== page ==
by Grace-Marie Turner | Published March 20, 2023 at RealClearHealth |
Obesity is a serious health problem for millions of Americans and for our nation where 42% of US adults are living with obesity. The association with other chronic conditions, including heart disease, stroke, and Type 2 diabetes, is incontrovertible.
Obesity also has been identified as one of the greatest risk factors for severe COVID-19 infection and death, and its burden does not fall equally on all communities. It is a particularly significant concern for communities of color.
A newer generation of innovative anti-obesity medications (AOMs) is emerging that can provide another treatment option for those living with obesity. But not all health plans cover these drugs, and under current law, few seniors have access to them through Medicare.
Medicare already is going broke, but its bankruptcy will be accelerated if it continues to pay for care only to treat diseases instead of allowing a broader range of treatment options to help get and keep people healthy.
Both political parties stress their commitment to Medicare, and it is important to identify ways to improve the health of the Medicare population to reduce overall medical costs. Covering AOMs would be an important step in that direction.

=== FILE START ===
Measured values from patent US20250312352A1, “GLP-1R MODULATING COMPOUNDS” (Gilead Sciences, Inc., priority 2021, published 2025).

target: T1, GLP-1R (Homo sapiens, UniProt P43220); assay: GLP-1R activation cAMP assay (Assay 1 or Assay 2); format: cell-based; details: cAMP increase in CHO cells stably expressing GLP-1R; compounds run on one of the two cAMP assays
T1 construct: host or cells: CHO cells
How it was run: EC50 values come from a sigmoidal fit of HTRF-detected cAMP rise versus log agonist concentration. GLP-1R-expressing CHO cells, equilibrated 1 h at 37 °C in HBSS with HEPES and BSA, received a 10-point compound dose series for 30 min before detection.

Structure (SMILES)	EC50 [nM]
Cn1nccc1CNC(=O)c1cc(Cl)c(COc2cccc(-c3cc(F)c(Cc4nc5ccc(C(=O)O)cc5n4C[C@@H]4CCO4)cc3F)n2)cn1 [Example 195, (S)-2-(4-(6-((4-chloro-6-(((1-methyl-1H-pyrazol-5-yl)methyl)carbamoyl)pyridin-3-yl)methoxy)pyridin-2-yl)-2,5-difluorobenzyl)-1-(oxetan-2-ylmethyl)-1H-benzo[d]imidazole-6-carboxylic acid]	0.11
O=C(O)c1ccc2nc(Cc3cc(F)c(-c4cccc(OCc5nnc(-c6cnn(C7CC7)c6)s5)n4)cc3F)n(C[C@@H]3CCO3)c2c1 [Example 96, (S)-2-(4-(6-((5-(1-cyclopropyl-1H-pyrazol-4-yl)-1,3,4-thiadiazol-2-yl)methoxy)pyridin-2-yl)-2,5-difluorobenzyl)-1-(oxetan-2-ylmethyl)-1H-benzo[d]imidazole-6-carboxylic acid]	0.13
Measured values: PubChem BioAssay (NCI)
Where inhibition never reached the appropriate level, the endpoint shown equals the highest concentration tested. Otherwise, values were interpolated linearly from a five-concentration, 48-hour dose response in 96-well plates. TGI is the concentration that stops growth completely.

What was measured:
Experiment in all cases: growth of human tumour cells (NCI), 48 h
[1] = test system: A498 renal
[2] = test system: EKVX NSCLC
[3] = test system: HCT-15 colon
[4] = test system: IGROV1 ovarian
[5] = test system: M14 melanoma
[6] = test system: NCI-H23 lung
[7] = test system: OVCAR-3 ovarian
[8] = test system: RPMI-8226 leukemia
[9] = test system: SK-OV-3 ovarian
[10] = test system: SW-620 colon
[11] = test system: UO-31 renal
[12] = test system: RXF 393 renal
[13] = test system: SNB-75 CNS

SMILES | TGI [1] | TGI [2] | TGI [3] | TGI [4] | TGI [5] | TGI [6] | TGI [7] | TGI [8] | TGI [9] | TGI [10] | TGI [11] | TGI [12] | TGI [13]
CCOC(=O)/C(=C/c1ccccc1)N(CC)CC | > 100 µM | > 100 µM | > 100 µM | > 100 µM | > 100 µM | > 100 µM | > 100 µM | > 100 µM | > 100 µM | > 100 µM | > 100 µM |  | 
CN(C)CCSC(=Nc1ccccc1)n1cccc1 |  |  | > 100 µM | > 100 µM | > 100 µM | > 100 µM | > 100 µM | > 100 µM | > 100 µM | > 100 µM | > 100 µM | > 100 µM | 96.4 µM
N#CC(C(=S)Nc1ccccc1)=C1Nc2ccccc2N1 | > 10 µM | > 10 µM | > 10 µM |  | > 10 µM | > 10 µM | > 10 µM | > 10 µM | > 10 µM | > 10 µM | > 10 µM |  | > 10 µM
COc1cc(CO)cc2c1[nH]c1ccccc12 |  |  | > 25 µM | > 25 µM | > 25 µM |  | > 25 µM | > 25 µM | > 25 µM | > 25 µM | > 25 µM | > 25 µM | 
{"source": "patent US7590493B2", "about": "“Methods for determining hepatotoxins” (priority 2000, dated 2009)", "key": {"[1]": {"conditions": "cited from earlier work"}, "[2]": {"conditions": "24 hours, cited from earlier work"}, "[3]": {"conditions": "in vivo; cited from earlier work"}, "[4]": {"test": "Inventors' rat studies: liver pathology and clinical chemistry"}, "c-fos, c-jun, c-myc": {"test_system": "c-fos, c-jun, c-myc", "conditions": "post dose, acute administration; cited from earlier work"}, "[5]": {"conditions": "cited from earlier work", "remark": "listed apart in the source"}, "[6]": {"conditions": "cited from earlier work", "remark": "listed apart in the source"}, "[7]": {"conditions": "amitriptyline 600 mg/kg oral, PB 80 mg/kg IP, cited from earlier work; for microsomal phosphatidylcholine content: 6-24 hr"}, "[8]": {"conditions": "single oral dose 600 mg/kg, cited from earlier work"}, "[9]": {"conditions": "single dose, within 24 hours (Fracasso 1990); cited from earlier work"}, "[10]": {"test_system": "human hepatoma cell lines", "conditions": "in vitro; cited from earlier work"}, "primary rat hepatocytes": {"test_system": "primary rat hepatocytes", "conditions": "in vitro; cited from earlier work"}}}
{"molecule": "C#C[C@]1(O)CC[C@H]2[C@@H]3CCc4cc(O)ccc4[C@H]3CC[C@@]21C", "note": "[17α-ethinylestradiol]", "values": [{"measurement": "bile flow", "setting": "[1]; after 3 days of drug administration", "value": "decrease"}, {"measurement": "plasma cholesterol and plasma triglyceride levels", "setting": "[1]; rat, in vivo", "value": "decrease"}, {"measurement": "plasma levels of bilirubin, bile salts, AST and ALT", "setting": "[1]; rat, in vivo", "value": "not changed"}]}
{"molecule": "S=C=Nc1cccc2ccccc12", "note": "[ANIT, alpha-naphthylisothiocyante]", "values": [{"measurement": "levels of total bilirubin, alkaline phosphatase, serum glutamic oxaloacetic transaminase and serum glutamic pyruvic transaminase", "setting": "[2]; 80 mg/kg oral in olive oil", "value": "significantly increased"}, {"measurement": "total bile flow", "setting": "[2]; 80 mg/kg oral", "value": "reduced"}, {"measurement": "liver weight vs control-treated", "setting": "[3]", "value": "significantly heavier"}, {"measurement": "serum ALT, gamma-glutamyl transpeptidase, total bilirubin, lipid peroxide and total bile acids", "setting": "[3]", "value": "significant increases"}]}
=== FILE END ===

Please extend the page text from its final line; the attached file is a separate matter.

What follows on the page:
When former President George W. Bush promoted creation of the Medicare drug benefit in 2003, he arguedMedicare needed to be reformed “because it did not provide prescription drug coverage.”
“Medicare would pay for a surgery, say, like ulcer surgery, for $28,000,” he said, “but wouldn’t pay $500 for the prescription drugs that would have prevented the ulcer in the first place.” Mr. Bush argued that “medicine had changed with the advent of prescription drugs, but Medicare hadn’t.”
The Medicare Modernization Act (MMA) passed in 2003, and the Medicare Prescription Drug Benefit (Part D) program it created began covering seniors in 2006.
But the legislation banned coverage for medicines or classes of medicines “when used for anorexia, weight loss, or weight gain.” And the ban still stands.